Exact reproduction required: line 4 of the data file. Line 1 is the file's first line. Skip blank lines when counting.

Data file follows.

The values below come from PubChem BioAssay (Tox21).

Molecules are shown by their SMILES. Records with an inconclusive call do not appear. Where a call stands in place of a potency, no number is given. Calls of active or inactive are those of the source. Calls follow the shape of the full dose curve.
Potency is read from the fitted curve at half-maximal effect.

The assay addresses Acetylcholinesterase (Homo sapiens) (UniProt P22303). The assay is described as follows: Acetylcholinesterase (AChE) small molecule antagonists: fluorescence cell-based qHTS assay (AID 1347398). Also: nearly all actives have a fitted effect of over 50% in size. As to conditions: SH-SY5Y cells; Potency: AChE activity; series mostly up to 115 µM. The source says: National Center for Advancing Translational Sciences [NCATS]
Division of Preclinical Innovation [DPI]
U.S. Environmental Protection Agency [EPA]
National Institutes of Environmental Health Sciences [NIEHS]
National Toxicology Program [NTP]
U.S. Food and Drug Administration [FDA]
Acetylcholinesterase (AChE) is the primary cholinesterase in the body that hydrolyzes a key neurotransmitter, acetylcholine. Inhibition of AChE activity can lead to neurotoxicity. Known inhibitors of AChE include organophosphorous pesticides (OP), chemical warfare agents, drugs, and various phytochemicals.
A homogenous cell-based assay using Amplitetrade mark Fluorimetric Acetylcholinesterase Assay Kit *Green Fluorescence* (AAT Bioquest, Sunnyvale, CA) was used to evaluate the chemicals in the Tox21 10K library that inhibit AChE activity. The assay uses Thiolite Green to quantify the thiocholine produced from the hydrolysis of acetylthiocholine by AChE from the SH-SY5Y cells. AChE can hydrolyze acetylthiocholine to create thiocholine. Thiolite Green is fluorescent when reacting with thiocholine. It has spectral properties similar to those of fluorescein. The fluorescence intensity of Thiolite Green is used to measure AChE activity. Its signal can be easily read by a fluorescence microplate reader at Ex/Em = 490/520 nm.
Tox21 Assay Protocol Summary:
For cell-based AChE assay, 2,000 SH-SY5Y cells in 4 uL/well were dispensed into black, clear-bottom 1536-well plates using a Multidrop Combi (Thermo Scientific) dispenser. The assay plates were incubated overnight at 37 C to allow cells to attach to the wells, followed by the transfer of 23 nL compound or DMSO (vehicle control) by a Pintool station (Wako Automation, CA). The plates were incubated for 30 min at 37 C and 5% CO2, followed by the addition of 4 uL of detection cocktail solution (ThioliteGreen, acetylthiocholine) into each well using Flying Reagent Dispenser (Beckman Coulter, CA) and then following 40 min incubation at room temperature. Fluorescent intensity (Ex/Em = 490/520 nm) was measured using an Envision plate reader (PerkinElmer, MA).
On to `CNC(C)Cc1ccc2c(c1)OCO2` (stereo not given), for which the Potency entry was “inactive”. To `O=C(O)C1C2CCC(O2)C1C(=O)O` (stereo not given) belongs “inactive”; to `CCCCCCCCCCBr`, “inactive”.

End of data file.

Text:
The assay addresses Acetylcholinesterase (Homo sapiens) (UniProt P22303). The assay is described as follows: Acetylcholinesterase (AChE) small molecule antagonists: fluorescence cell-based qHTS assay (AID 1347398). Also: nearly all actives have a fitted effect of over 50% in size. As to conditions: SH-SY5Y cells; Potency: AChE activity; series mostly up to 115 µM. The source says: National Center for Advancing Translational Sciences [NCATS]